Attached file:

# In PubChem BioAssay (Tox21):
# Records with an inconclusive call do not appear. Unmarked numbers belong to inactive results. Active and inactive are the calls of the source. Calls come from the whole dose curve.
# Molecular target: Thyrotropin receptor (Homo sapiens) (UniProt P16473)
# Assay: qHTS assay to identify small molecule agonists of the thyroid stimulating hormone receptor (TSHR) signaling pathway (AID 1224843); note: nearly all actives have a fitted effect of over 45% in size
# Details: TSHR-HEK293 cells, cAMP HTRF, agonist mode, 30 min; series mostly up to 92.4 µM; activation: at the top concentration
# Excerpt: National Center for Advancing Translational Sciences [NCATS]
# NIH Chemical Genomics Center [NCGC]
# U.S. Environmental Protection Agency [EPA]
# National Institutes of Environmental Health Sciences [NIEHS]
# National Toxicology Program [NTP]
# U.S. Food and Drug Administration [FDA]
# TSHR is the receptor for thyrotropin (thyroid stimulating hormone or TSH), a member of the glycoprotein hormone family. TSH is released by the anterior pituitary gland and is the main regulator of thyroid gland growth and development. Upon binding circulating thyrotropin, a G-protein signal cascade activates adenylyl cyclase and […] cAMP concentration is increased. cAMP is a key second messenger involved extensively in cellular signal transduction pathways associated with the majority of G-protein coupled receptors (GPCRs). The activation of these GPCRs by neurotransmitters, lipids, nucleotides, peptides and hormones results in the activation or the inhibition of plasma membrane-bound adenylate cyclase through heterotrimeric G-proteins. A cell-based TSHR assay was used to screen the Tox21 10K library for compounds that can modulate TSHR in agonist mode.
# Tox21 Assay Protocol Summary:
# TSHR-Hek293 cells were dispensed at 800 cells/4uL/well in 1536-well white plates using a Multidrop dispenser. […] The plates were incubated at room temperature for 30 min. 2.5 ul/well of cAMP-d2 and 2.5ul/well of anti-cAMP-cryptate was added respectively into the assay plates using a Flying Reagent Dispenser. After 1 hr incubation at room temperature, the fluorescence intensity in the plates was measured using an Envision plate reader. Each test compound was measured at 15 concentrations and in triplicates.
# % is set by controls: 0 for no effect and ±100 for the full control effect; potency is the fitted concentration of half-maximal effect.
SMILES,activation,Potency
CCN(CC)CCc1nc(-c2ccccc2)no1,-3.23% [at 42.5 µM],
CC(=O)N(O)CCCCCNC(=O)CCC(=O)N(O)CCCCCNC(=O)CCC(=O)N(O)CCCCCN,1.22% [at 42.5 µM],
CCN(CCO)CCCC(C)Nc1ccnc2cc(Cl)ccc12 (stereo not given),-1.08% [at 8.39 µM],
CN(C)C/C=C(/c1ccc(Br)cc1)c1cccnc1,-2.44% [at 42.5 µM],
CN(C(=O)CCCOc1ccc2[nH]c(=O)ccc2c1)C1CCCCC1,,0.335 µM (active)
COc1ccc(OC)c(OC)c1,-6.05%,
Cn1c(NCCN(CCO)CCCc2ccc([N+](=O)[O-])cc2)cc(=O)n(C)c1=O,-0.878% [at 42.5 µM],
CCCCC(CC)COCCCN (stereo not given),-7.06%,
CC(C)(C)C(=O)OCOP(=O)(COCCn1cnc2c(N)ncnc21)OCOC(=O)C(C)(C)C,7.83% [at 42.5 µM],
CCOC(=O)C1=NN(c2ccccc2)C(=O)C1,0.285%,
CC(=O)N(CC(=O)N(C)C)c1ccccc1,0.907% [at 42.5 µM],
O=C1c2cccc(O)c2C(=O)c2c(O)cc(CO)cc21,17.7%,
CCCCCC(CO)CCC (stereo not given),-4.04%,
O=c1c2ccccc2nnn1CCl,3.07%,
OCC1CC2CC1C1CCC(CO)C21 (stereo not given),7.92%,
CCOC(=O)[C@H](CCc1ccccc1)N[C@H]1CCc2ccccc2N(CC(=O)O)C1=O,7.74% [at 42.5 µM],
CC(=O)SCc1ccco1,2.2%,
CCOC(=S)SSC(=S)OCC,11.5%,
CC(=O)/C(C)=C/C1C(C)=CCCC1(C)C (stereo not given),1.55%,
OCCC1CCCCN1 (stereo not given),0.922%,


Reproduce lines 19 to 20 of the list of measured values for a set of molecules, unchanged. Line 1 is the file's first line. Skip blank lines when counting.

CCN(CCO)CCCC(C)Nc1ccnc2cc(Cl)ccc12 (stereo not given),-1.08% [at 8.39 µM],
CN(C)C/C=C(/c1ccc(Br)cc1)c1cccnc1,-2.44% [at 42.5 µM],